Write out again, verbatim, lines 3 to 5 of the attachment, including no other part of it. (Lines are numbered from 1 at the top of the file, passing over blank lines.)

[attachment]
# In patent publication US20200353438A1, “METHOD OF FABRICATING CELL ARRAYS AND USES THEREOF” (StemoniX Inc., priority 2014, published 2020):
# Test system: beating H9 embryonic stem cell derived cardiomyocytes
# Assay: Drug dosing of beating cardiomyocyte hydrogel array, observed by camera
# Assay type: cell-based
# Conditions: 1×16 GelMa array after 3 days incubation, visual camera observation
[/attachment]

# Assay: Drug dosing of beating cardiomyocyte hydrogel array, observed by camera
# Assay type: cell-based
# Conditions: 1×16 GelMa array after 3 days incubation, visual camera observation